As Stayner entered puberty, Parnell began to look for a younger child to kidnap. Parnell had used Stayner to attempt to kidnap children on prior occasions, but all the kidnapping attempts were unsuccessful. This caused Parnell to believe Stayner lacked the means to be an accomplice. Stayner revealed later that he had intentionally sabotaged these failed kidnappings. On February 14, 1980, Parnell and a teenage friend of Stayner's named Randall Sean Poorman kidnapped five-year-old Timothy White in Ukiah. Motivated in part by the young boy's distress, Stayner decided to return the boy to his parents.[17]

On March 1, 1980, while Parnell was away at his night security job, Stayner left the house with White and hitchhiked into Ukiah. After they were unable to locate White's residence, they went to a police station.[17][18] By daybreak on March 2, Parnell had been arrested on suspicion of abducting both boys. When the police checked into his background, they found a previous sodomy conviction from 1951.[17] Both children were reunited with their families that day. Parnell was tried and convicted in 1981 of kidnapping White and Stayner in two trials. He was sentenced to seven years, but was paroled after serving five.[19][20]

Parnell was not charged with the numerous sexual assaults on Stayner and other boys because most of them occurred outside the jurisdiction of the Merced County prosecutor or were by then outside the statute of limitations. The Mendocino County prosecutors, acting almost entirely alone, decided not to prosecute Parnell for the sexual assaults that occurred in their jurisdiction.

Murphy, for helping kidnap Stayner, and Poorman, for helping kidnap White, were convicted of lesser charges. Both claimed they knew nothing of the sexual assaults on Stayner. Mathias was never arrested.[21] Stayner remembered the kindness "Uncle" Murphy had shown him in his first week of captivity while they were both under the influence of Parnell's manipulation, and he believed that Murphy was as much Parnell's victim as he and White were.[22] Stayner's kidnapping and its aftermath prompted California lawmakers to change state laws "to allow consecutive prison terms in similar abduction cases."[23]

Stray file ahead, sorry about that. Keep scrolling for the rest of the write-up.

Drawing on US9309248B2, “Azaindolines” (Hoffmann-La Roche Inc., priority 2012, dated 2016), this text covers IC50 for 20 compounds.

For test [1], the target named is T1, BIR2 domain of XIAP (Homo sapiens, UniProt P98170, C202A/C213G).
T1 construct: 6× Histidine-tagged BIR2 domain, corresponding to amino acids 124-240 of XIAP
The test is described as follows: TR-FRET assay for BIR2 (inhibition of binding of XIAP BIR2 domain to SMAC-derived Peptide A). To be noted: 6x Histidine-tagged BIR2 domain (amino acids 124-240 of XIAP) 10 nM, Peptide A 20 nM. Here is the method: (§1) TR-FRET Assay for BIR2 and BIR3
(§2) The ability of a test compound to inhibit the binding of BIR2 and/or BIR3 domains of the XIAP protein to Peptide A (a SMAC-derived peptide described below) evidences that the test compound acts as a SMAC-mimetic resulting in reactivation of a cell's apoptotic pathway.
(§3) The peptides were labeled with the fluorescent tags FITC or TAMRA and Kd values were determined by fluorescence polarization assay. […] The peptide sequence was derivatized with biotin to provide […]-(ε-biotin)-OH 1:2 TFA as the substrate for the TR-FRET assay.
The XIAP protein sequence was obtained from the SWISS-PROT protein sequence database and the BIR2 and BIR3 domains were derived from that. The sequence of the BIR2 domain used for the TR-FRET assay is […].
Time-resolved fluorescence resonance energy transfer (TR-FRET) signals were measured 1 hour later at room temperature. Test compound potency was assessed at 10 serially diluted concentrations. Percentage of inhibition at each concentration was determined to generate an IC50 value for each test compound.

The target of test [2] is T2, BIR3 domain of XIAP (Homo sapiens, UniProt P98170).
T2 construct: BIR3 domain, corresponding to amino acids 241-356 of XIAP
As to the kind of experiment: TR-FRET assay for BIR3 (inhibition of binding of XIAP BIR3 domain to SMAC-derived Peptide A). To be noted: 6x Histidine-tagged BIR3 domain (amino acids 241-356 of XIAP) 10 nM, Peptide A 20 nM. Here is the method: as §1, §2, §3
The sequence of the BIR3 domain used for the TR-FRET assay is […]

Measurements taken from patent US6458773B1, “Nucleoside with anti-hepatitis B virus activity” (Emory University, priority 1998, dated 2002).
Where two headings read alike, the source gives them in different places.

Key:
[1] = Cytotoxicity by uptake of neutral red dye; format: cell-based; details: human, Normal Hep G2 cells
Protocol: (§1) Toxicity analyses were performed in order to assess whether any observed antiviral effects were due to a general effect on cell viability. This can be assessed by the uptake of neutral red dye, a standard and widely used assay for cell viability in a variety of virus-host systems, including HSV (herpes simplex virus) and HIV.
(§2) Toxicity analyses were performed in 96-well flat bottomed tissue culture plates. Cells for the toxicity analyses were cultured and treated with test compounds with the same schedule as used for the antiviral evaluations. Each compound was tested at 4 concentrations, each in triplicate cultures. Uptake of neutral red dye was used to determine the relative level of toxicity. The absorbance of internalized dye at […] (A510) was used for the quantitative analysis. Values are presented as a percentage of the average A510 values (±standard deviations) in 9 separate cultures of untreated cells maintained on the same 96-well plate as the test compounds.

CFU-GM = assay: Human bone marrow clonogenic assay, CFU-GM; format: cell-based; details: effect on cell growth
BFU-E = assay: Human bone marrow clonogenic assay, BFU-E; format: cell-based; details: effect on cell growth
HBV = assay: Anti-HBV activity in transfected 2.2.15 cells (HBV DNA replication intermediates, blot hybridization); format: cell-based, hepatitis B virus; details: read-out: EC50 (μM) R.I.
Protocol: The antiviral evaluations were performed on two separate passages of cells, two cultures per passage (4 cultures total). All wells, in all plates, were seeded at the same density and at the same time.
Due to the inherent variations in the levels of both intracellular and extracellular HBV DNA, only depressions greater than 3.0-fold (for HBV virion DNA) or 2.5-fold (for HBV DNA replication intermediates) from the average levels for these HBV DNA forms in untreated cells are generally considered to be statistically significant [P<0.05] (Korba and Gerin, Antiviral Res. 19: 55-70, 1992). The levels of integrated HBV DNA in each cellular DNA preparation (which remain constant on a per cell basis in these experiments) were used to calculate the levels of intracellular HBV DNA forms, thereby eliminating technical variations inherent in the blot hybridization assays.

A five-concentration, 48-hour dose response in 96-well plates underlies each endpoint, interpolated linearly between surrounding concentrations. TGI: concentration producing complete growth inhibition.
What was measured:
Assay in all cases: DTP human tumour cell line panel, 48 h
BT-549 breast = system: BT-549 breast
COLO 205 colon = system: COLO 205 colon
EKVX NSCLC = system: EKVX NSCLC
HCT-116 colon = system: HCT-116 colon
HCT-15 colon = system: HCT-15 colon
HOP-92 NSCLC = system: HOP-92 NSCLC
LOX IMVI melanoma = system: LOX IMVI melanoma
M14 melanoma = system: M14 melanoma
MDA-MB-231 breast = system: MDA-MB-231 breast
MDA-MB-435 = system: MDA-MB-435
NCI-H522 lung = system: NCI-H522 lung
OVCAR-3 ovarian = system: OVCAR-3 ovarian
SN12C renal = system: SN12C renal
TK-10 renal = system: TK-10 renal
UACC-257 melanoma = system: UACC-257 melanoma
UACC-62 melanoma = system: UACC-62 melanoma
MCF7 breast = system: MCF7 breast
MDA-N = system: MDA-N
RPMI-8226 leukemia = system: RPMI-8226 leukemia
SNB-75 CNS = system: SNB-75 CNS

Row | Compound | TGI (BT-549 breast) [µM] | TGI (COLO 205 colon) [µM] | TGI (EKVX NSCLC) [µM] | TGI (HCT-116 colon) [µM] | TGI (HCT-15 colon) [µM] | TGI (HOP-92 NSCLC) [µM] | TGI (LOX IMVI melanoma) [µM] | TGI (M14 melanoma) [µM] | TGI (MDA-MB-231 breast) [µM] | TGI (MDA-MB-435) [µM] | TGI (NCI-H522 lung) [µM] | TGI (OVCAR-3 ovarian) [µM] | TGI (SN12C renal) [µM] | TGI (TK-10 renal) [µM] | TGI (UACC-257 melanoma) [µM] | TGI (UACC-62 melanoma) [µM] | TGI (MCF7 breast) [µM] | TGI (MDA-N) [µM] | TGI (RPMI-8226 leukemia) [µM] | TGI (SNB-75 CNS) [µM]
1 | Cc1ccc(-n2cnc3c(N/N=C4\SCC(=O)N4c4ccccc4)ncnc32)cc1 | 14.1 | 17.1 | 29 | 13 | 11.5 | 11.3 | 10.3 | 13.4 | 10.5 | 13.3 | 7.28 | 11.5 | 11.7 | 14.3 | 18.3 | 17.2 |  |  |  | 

Later life and death[edit]

After returning to his family, Stayner had trouble adjusting to a more structured household as he had been allowed to smoke, drink and do as he pleased when he lived with Parnell.[24] In an interview with Newsweek shortly after his escape, Stayner said, "I returned almost a grown man and yet my parents saw me at first as their 7-year-old. After they stopped trying to teach me the fundamentals all over again, it got better. But why doesn't my dad hug me anymore? [...] Everything has changed. Sometimes I blame myself. I don't know sometimes if I should have come home. Would I have been better off if I didn't?"[25]

Stayner underwent brief counseling but never sought additional treatment. He also refused to disclose all the details of sexual abuse he endured from Parnell.[24] In a 2007 interview, Stayner's sister said that her brother did not seek counseling because their father said Stayner "didn't need any". She added, "He [Steven] got on with his life but he was pretty messed up." Stayner was bullied by other children at school for being molested and eventually dropped out. He began to drink frequently and was eventually kicked out of the family home; his relationship with his father would remain strained.[25]

In 1985, Stayner married 17-year-old Jody Edmondson,[2] with whom he had two children: a daughter named Ashley and a son named Steven Jr.[26] He also worked with child abduction groups, spoke to children about personal safety and gave interviews about his kidnapping.[25] Stayner joined the Church of Jesus Christ of Latter-day Saints shortly before his death.[27] At the time of his death, Stayner was living in Merced and working at a pizza shop.[25][28]

On September 16, 1989, Stayner sustained fatal head injuries on his way way home from work when a car turned in front of his motorcycle in a hit-and-run accident.[28][29] The driver of the car, Antonio Loera, was later identified by witnesses.[30] Loera was sentenced to three months in prison for hit-and-run but was found not guilty of manslaughter.[31] Five hundred people attended Stayner's' funeral, at which 14-year-old Timothy White was a pallbearer.[29][18]

Media adaptations[edit]